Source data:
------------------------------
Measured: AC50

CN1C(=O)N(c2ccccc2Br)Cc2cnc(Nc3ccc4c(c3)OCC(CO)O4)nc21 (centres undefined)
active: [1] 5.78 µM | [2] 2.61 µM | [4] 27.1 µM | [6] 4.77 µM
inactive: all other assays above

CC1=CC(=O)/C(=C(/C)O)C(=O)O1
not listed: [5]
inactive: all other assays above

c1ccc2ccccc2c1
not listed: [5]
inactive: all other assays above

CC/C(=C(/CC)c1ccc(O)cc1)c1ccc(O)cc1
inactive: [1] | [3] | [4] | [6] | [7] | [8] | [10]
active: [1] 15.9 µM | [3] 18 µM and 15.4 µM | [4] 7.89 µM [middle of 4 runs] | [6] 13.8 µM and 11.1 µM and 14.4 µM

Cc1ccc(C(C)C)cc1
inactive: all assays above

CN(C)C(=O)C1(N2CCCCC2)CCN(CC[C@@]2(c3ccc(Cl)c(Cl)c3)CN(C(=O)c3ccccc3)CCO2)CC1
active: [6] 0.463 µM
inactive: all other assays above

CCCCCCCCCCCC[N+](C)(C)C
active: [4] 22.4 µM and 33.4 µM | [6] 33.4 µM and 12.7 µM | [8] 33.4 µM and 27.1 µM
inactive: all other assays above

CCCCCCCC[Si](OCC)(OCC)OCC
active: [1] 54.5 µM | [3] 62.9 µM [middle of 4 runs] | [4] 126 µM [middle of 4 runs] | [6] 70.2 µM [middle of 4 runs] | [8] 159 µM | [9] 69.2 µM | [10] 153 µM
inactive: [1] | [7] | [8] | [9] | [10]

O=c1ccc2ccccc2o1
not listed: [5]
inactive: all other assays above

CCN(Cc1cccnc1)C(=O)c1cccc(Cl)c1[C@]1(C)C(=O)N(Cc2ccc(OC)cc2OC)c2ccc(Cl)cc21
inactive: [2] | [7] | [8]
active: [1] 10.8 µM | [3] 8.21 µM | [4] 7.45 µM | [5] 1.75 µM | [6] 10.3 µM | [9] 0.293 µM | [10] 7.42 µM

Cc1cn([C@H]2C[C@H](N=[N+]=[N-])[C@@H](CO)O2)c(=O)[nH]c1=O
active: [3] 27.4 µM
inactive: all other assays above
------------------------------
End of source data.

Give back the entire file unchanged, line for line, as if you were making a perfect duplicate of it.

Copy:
Measured: AC50

CN1C(=O)N(c2ccccc2Br)Cc2cnc(Nc3ccc4c(c3)OCC(CO)O4)nc21 (centres undefined)
active: [1] 5.78 µM | [2] 2.61 µM | [4] 27.1 µM | [6] 4.77 µM
inactive: all other assays above

CC1=CC(=O)/C(=C(/C)O)C(=O)O1
not listed: [5]
inactive: all other assays above

c1ccc2ccccc2c1
not listed: [5]
inactive: all other assays above

CC/C(=C(/CC)c1ccc(O)cc1)c1ccc(O)cc1
inactive: [1] | [3] | [4] | [6] | [7] | [8] | [10]
active: [1] 15.9 µM | [3] 18 µM and 15.4 µM | [4] 7.89 µM [middle of 4 runs] | [6] 13.8 µM and 11.1 µM and 14.4 µM

Cc1ccc(C(C)C)cc1
inactive: all assays above

CN(C)C(=O)C1(N2CCCCC2)CCN(CC[C@@]2(c3ccc(Cl)c(Cl)c3)CN(C(=O)c3ccccc3)CCO2)CC1
active: [6] 0.463 µM
inactive: all other assays above

CCCCCCCCCCCC[N+](C)(C)C
active: [4] 22.4 µM and 33.4 µM | [6] 33.4 µM and 12.7 µM | [8] 33.4 µM and 27.1 µM
inactive: all other assays above

CCCCCCCC[Si](OCC)(OCC)OCC
active: [1] 54.5 µM | [3] 62.9 µM [middle of 4 runs] | [4] 126 µM [middle of 4 runs] | [6] 70.2 µM [middle of 4 runs] | [8] 159 µM | [9] 69.2 µM | [10] 153 µM
inactive: [1] | [7] | [8] | [9] | [10]

O=c1ccc2ccccc2o1
not listed: [5]
inactive: all other assays above

CCN(Cc1cccnc1)C(=O)c1cccc(Cl)c1[C@]1(C)C(=O)N(Cc2ccc(OC)cc2OC)c2ccc(Cl)cc21
inactive: [2] | [7] | [8]
active: [1] 10.8 µM | [3] 8.21 µM | [4] 7.45 µM | [5] 1.75 µM | [6] 10.3 µM | [9] 0.293 µM | [10] 7.42 µM

Cc1cn([C@H]2C[C@H](N=[N+]=[N-])[C@@H](CO)O2)c(=O)[nH]c1=O
active: [3] 27.4 µM
inactive: all other assays above